What Sola Scriptura Really Means
What Did Luther Really Believe about Scriptural Authority?
Martin Luther’s commitment to the final authority of Scripture, an authority by which all other authorities are to be judged, is clear from the earliest years of his teaching and writing ministry.
Within a year of publishing both his Disputation against Scholastic Theology (September 1517) and his Ninety-Five Theses against the Power of Indulgences (October 1517), Luther was summoned to an interview with Tommaso de Vio, or Cardinal Cajetan (1469–1534), following the Diet of Augsburg in October 1518. When Cajetan challenged him on the basis of the church’s teaching, Luther insisted, “The truth of Scripture comes first. After that is accepted one may determine whether the words of men can be accepted as true.”1
It is clear that Luther was not dismissing the authority of “the words of men” but rather submitting them to what he regarded as a higher authority, “the truth of Scripture.” Throughout his ministry Luther would cite the fathers and the creeds and even some decisions of the early church councils in support of his teaching, but he did not consider them decisive. Yet they were also more than merely illustrative. Insofar as they faithfully expressed the teaching of Scripture, they were to be regarded as authoritative. Scripture was not the only authority but rather the final authority.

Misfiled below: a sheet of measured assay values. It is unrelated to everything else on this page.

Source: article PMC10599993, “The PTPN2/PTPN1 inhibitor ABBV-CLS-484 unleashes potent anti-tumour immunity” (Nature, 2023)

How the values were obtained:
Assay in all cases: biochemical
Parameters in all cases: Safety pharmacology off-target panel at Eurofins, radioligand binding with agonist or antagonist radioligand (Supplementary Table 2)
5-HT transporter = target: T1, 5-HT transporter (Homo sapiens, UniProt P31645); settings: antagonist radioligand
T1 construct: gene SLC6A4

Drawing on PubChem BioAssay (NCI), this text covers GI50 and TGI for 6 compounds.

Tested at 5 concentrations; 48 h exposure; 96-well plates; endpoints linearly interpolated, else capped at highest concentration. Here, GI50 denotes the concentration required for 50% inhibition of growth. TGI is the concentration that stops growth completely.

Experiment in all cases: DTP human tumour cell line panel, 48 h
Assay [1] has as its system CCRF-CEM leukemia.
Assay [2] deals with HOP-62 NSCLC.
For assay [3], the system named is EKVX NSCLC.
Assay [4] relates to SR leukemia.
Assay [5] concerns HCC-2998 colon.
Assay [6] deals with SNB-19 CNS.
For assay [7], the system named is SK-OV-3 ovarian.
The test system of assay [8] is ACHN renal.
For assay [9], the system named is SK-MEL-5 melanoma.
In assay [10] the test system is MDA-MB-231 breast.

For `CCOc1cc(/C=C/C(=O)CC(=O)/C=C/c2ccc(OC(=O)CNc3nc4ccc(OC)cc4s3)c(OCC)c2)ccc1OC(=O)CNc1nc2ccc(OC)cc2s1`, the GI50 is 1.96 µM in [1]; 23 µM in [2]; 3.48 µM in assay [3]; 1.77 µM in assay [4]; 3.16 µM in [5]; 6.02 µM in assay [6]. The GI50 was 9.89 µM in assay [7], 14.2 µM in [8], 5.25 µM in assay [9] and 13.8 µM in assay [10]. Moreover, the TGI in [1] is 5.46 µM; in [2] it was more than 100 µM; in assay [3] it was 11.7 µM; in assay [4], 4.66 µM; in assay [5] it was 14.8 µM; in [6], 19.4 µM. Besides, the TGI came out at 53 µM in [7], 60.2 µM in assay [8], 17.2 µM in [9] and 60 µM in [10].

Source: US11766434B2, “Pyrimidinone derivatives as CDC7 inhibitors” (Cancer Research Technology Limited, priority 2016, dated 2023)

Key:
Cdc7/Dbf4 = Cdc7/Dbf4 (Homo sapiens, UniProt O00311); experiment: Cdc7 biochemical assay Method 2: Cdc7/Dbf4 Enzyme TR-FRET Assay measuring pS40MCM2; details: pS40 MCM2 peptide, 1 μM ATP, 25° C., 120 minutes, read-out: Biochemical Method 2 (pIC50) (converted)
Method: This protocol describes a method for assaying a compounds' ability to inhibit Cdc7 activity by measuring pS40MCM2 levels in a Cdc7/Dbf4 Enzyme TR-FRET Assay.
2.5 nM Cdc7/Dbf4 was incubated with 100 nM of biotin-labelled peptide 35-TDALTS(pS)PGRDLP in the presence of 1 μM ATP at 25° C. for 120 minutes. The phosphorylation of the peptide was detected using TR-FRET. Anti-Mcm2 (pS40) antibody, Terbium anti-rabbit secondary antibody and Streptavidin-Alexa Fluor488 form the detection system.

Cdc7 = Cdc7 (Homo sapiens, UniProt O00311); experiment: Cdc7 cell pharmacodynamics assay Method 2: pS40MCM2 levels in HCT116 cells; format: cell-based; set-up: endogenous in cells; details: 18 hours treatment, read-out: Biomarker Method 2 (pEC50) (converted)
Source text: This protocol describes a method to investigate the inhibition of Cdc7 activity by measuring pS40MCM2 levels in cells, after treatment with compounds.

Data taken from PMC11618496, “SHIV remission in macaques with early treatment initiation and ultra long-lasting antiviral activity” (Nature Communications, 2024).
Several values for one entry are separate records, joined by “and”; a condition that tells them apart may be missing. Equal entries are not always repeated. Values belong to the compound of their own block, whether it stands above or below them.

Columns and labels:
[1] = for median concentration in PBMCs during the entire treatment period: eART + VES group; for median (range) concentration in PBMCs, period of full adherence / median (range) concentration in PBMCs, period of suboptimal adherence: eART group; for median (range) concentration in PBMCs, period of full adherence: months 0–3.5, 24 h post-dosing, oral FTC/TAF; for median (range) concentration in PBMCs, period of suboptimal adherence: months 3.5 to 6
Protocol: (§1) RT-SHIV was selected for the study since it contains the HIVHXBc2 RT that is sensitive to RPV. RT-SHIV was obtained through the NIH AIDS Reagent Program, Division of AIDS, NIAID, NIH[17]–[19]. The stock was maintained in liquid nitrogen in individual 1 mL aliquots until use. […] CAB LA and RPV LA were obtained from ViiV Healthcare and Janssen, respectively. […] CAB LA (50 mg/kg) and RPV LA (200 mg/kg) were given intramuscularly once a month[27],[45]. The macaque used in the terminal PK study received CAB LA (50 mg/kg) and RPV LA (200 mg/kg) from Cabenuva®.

That this is what Luther meant by the slogan sola Scriptura was made even clearer a few years later when, in the wake of Leo X’s (r. 1513–1521) threat of excommunication, he wrote An Assertion of All the Articles (1520):
I do not want to throw out all those more learned [than I], but Scripture alone to reign, and not to interpret it by my own spirit or the spirit of any man, but I want to understand it by itself and its spirit.2
This is one of the very first occurrences of the phrase sola Scriptura from the pen of a Reformer. Luther wrote again in these terms in his preface to Melanchthon’s notes on Romans in 1522, though this time he put the phrase in the mouth of Melanchthon:
You say, “scripture alone must be read without commentaries.” You say this correctly about the commentaries of Origen, Jerome, and Thomas. They wrote commentaries in which they handed down their own ideas rather than Pauline or Christian ones. Let no one call your annotations a commentary [in that sense] but only an index for reading Scripture and knowing Christ, on account that up to this point no one has offered a commentary which surpasses it.3
It is clear that Luther was familiar with the expression and the conviction underlying it from the earliest years of the Reformation. But once again, it is important not to import a modern notion of biblical proof texts into Luther’s approach to the place of Scripture in theology and church practice. He did not simply support his assertions with a string of biblical references. True, like theologians in all centuries, Luther was not averse to citing dicta probanta (i.e., proof texts). The express words of Scripture were decisive. He was more than willing to argue the precise meaning of a particular text—his debate with Zwingli at Marburg in 1529 over Jesus’s statement “This is my body” (Matt. 26:26) is sufficient evidence of that.4 Earlier, in 1525, he had written on the same subject and insisted that the plain words of Scripture must stand:
This then is our basis. Where Holy Scripture is the ground of faith we are not to deviate from the words as they stand nor from the order in which they stand, unless an express article of faith compels a different interpretation or order. For else, what would happen to the Bible?5